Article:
**FILE** White House principal deputy press secretary Karine Jean-Pierre holds a press briefing on July 29, 2021, in the James S. Brady Press Briefing Room of the White House. (Official White House Photo by Cameron Smith)
**FILE** White House press secretary Karine Jean-Pierre (Official White House Photo by Cameron Smith)

Karine Jean-Pierre will be the White House’s next press secretary, President Joe Biden announced Thursday, making her the first Black woman and first openly LGBTQ person to hold the position.

The Martinique native and current principal deputy press secretary, whose long career in Democratic communications led her to the podium last year as the second Black woman to hold a White House daily briefing, will now regularly host those news conferences.

She will take the reins from outgoing press secretary Jen Psaki, who will officially leave the post on May 13 after weeks of speculation about her departure.

“Karine not only brings the experience, talent, and integrity needed for this difficult job, but she will continue to lead the way in communicating about the work of the Biden-Harris administration on behalf of the American people,” Biden said in a statement, adding that Psaki set the standard for returning decency, respect and decorum to the White House Briefing Room.

The historic nature of Jean-Pierre’s appointment wasn’t lost on the president and others.

“Karine is a lifelong public servant and fierce LGBTQ advocate,” said Annise Parker, former Houston mayor and current president and CEO of LGBTQ Victory Institute. “We are proud to have advocated for her historic nomination. As White House press secretary, she will not only be able to use her podium to represent the Biden administration but also the LGBTQ community during a time of unprecedented anti-LGBTQ hate and attacks.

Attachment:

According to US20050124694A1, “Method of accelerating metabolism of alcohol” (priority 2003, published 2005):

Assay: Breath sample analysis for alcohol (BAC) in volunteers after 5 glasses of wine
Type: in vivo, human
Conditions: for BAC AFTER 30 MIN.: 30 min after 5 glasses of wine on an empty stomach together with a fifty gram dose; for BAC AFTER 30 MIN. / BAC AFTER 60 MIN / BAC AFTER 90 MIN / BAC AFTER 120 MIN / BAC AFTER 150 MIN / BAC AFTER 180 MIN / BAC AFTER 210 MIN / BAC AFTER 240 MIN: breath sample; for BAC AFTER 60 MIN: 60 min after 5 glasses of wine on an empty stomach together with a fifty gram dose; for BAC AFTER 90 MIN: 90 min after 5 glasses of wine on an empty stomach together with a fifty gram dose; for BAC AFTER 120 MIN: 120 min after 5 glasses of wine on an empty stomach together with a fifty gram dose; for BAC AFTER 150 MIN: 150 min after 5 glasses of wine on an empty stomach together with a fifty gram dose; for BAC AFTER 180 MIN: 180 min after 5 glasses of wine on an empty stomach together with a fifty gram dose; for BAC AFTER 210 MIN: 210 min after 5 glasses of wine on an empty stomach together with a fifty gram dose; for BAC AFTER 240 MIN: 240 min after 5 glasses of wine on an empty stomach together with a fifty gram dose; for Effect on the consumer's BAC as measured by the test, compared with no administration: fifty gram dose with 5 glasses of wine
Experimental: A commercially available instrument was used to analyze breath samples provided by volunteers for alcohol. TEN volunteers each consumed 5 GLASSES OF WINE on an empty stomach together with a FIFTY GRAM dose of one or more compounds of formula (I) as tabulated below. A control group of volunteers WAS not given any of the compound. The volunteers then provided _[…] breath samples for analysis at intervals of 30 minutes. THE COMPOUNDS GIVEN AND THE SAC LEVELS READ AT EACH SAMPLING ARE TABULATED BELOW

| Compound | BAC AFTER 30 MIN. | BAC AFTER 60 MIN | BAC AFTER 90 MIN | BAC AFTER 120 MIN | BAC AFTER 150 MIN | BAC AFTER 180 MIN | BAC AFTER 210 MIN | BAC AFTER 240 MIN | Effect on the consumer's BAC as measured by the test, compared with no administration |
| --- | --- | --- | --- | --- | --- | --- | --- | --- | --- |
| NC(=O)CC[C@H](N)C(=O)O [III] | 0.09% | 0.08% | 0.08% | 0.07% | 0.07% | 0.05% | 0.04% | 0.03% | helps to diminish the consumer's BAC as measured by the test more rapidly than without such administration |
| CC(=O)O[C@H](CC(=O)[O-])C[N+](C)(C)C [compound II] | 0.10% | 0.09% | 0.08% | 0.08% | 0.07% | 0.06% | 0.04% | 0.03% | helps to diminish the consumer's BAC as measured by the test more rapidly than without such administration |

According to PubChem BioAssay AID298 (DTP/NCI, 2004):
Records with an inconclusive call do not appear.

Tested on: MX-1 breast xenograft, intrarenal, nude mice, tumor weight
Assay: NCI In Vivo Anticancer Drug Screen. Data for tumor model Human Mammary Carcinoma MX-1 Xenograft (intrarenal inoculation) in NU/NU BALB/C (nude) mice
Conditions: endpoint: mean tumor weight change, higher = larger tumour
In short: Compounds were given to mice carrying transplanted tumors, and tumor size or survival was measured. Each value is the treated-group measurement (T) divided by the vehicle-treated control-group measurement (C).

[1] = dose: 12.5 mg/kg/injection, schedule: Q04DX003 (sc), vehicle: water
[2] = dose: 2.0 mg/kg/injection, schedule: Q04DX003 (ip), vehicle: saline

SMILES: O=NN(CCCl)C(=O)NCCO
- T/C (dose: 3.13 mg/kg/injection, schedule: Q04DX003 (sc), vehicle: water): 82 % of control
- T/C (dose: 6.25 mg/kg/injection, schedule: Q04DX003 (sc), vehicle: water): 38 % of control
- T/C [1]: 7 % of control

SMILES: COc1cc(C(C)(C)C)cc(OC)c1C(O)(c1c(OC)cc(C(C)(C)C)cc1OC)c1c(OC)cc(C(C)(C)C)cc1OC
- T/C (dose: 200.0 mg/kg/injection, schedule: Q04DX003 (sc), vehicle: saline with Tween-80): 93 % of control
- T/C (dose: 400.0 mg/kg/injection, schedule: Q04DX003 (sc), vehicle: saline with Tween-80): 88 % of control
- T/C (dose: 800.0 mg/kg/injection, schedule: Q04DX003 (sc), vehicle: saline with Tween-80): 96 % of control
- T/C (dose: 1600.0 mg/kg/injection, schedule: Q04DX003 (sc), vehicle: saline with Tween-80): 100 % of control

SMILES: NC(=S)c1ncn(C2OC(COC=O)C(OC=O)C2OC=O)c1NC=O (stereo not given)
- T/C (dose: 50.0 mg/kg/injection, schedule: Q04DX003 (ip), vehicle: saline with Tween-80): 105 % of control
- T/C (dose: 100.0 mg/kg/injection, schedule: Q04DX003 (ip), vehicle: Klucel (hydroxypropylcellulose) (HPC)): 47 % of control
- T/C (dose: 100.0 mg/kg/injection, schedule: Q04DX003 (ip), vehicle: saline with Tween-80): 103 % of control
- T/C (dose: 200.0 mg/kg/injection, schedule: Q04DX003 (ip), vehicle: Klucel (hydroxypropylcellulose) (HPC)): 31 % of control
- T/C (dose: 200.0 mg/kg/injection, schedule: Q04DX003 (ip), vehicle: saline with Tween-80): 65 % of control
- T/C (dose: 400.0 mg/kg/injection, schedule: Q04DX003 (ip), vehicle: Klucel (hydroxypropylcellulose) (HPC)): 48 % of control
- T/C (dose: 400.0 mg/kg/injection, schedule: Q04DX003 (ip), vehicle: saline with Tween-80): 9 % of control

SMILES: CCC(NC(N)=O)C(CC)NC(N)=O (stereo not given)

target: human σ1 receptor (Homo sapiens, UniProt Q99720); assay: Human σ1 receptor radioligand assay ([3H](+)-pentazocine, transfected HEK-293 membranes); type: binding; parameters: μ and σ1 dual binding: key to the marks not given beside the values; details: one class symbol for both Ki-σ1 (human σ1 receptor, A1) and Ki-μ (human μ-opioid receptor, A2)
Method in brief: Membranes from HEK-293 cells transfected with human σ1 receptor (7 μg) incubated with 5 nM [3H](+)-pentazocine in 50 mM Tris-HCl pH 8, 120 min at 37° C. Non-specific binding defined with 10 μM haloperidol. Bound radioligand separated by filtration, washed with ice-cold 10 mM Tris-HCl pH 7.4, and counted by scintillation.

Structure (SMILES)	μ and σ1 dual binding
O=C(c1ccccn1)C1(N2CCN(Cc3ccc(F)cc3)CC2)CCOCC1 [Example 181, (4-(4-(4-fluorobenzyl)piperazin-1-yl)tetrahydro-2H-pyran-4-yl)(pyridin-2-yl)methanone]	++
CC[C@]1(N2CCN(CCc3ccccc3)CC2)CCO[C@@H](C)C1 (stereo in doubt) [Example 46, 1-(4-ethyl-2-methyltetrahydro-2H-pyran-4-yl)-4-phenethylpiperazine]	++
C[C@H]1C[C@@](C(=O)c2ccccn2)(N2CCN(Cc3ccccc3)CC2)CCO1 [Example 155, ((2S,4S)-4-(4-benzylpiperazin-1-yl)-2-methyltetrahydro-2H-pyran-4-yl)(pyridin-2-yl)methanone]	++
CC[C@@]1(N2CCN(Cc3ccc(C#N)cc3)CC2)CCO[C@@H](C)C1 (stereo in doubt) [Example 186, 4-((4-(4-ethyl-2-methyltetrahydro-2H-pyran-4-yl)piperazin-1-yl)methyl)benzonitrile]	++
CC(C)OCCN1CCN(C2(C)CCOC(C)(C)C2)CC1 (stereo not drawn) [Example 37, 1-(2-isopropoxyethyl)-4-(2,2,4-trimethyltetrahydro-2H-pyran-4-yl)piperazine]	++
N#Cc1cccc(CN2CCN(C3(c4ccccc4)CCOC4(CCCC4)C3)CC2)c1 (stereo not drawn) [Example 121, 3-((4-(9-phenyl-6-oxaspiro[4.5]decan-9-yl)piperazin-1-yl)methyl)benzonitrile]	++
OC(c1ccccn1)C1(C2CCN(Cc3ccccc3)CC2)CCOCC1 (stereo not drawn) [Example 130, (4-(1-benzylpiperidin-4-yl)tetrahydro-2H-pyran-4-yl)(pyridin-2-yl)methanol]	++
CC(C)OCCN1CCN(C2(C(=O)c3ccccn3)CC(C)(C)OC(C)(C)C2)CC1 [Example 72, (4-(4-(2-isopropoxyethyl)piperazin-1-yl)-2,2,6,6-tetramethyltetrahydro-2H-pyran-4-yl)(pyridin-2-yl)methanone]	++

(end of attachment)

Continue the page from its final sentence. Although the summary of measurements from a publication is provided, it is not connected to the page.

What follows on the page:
“As the first out LGBTQ person and the first Black person to hold this office, her appointment will inspire countless young people looking for hope and motivation during a dark chapter in our nation’s history,” Parker continued. “Shattering this lavender ceiling is a testament to Karine’s grit, power, and commitment to our country’s potential. We are confident she will continue to be a strong ally and partner as she works in the highest office of the land.”

Psaki described Jean-Pierre as passionate.

“She is smart, and she has a moral core that makes her not just a great colleague but an amazing mom and human. Plus, she has a great sense of humor,” Psaki tweeted.

National Newspaper Publishers Association (NNPA) President and CEO Benjamin F. Chavis Jr. said Jean-Pierre’s selection demonstrates that the Biden-Harris administration has held up its promise of a diverse staff.

“The NNPA, representing the Black Press of America, resolutely congratulates Karine Jean-Pierre, elevated as senior assistant to the president and White House press secretary,” Chavis said. “This is another historic step forward by the Biden-Harris administration in fulfilling their promise of equity and equality in the White House.”

In a 2021 appearance on “The Chavis Chronicles,” the Chavis-hosted PBS-TV show, Jean-Pierre said representation matters.

“We’ve seen that from the first day of this administration, the president signed an executive order to deal with racial inequity and making sure that we saw diversity and inclusion across the board in the federal government,” Jean-Pierre said during her appearance on the show. “We’re living in a polarized country right now, and the one thing that president talked about when he was running, he wanted to make sure that he was the president for all.”

Stacy M. Brown is a senior writer for The Washington Informer and the senior national correspondent for the Black Press of America. Stacy has more than 25 years of journalism experience and has authored...

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